Tuesday, March 7, 2017

Utilizing Setting

Here's another writing skill I've learned as I go: using your setting well, especially when a setting is visited more than once.

Have you ever made up a list of your settings and taken note of how many times you use them? No? I don't normally either, but I did this time and the data revealed a wealth of information. It made me think about how I distributed details describing that setting and how I was using my setting to set the tone or as an active story element. I understood the initial theory of the latter already. It was time to try it out.

So I combed through my scene profiles and made up a list of settings, noted when they were used, and what details were used. As I came to settings used more than once, I especially wanted to know what details would be different each time the setting was visited. That lead me to consider what the atmosphere or mood of the scene was.

For instance, the first time a character visited a dining room, it could be full of people, lively chatter, the clank and clatter of dishes, the smells of freshly made food. Those kinds of details the character would notice right off. If the character was looking for someone in the scene, they would focus on people more than anything else, and if their mood was hopeful or happy, they might find the sunshine coming through the windows adds to their mood. But say the same character visits the same setting later on and the mood and setting has altered. The character is sad and the room is empty. There are no people, the smells are old and stale, it's quiet. The sun may still be shining outside, but it feels hot and stuffy and oppressive to the character. Or perhaps it's now raining and the wind can be heard whipping around the corners of the building. Maybe the circumstances are familiar to before with lots of people and action going on, but this time the character doesn't look at anyone. They scurry to a corner table or seat and play with their food. The food served this time they hate, and the time seems to tick by slowly - illustrated by the grandfather clock in the corner. So many options!

Differentiating details help set the tone of a scene. And no one notices everything about a setting when they go into it - unless they're a detective looking for clues. Think about when you walk into a room or a park even. What details do you notice, depending on your mood and the circumstances that brought you to that place? The next time you go to the same place, I'll bet you, like me, notice different things, or changes in the same things you noticed before.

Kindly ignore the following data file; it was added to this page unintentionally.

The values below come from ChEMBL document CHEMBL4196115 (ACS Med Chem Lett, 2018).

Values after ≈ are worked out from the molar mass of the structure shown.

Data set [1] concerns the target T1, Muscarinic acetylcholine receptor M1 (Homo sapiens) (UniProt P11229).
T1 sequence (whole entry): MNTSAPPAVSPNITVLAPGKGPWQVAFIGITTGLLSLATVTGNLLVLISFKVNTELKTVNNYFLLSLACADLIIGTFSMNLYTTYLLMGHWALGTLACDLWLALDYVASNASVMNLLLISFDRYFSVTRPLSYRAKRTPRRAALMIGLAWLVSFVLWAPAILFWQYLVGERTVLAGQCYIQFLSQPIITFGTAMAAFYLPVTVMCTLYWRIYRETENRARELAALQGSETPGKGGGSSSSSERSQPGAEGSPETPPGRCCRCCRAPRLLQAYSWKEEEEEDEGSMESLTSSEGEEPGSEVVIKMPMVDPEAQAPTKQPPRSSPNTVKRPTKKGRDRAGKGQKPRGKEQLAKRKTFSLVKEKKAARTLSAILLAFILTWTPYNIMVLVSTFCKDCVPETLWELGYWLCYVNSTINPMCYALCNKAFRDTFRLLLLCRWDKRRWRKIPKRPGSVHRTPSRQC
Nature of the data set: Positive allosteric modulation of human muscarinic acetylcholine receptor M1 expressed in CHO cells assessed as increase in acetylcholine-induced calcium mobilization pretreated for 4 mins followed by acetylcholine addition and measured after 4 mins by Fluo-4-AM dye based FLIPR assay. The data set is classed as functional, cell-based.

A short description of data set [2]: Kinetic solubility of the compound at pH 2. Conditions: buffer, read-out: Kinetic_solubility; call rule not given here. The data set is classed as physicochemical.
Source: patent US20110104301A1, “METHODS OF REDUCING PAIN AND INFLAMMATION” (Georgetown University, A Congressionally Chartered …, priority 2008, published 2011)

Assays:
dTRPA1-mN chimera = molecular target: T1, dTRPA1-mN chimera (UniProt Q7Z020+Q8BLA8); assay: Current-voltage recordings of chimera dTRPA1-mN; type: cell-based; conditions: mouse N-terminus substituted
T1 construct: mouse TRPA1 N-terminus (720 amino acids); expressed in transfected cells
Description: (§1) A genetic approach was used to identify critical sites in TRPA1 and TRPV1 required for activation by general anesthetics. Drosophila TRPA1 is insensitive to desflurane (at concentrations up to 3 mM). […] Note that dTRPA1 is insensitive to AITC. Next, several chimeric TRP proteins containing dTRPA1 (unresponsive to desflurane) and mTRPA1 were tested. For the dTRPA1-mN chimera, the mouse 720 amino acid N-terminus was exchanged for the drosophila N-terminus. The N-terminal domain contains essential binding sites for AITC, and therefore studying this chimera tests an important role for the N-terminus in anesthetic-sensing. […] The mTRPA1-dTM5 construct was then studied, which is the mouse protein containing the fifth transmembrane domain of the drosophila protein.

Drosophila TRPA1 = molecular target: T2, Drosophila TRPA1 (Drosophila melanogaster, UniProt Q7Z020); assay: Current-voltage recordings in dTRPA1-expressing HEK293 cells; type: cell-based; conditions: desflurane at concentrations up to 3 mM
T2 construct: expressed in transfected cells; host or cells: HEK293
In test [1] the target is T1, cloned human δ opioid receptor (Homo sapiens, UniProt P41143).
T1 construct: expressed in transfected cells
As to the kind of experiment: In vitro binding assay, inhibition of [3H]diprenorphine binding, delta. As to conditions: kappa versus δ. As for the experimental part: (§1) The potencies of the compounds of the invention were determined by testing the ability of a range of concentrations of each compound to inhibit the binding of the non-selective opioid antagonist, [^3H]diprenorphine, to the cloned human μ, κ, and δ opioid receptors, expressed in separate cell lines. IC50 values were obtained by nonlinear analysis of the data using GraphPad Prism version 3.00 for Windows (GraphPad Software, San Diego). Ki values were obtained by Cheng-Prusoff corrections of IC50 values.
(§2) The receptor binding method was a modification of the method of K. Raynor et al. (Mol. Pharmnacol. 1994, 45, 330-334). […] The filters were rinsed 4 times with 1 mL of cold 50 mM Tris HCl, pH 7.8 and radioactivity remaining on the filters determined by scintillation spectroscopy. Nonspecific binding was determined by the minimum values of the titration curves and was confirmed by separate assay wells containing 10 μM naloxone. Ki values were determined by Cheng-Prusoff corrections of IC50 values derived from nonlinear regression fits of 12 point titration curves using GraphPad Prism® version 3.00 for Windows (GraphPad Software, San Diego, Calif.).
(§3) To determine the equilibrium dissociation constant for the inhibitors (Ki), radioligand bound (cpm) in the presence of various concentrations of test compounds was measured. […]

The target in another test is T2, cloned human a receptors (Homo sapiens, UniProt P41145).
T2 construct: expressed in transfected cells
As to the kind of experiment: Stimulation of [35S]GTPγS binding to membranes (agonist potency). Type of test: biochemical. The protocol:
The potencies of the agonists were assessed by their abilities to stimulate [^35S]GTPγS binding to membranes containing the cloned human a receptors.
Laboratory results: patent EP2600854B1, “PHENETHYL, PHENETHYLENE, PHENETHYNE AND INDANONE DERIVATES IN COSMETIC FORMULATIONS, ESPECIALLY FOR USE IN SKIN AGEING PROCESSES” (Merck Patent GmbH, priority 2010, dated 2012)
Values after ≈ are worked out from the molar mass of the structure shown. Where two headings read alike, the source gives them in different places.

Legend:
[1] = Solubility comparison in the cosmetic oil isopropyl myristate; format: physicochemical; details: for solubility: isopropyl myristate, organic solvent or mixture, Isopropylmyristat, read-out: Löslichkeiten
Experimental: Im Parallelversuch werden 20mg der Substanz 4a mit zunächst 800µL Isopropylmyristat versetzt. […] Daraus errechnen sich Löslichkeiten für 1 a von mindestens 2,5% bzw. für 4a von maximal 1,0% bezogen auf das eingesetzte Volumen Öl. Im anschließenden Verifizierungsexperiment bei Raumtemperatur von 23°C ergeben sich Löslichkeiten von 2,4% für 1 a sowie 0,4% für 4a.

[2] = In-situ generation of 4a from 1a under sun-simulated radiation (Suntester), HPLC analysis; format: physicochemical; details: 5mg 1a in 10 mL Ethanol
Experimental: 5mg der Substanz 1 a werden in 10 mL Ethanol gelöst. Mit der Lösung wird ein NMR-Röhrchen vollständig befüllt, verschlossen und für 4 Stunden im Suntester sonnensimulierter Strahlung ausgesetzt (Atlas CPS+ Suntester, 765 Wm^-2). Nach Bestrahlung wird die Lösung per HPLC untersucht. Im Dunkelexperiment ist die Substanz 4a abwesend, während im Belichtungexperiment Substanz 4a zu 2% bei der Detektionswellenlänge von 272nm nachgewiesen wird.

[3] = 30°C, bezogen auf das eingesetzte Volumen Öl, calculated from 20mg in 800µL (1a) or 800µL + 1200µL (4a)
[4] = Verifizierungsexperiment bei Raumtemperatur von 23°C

A setting can act as an antagonist. It doesn't necessarily have to be a haunted house or the lair of a killer with obvious danger signs. The setting might have been once a favorite place, now tainted by plot elements that has soured the memories. Or there may be a hidden danger or trigger in the setting. A fire breaking out would make a setting a definite threat. A setting can also be a refuge or sanctuary, a resting place where a character can strengthen themselves for the battles to come.

I've learned to consider these things, in conjunction with utilizing the five senses (sight, smell, sound, taste, touch) to describe settings, filtering the description through the narrative, not lumping it all together. I feel it's made me a better writer and I notice even more depth and subtlety to my story because of it. Showing these kinds of details at the right time, in the right place, in the right way makes a lot of difference.

My challenge for you is to try analyzing your scenes and checking to make sure you are using them to the best of your ability. If you do, tell me about what you discovered. If you're an old hand at this sort of thing, do you have any further advice for me and my readers on utilizing and differentiating setting visits?

Tuesday, February 28, 2017

Writing Update for February

Hi everyone, I'm back!

The downside to having surgery is pain and having to spend weeks in bed. The upside is that you get a lot of writing done. In fact, I'm happy to announce that Trefury: The Secrets of Callorin is written! At least the next draft of it. I've already plunged into my polishing draft, which means beta readers should get it in their hands in a few months and then the final leg of another book begins. It's exciting.

You think that writing that first book is quite the accomplishment, but to get up and write/finish a second one takes just as much effort. The big difference is the newness of the process is no longer a novelty. I expect it's the same with every subsequent book that you get done.

So I have a nice fat 3-ring binder and a nice fat notebook containing all the inside interviews with characters, the brainstorming sessions, the detailed descriptions, and the story itself. It's not in chapters yet, but separated by scenes thanks to my scene profiles. Remember me talking about those? Can I just say that I wish I'd known about making scene profiles years ago? They were a lot of time and effort, but they really helped me streamline the story and get it down on paper. It was super easy to follow through on object/character/plot threads, to take notes, to make sure I didn't have any gaping plot holes to fill. And the best part is that I can organize my information and notes easily for this next draft.

So what does the polishing draft do? Well, this is where the details come out, dialogue is refined, the plot is trimmed even more, and I make sure I don't have redundancies, tangents, or other no-no's. Basically, at this stage, you want to make the novel your best current effort. And then you give it to other writers to read ... I've blogged several times about that stage.

If you've got a moment, tell me how you are doing. How goes your writing journey? What stage are you at?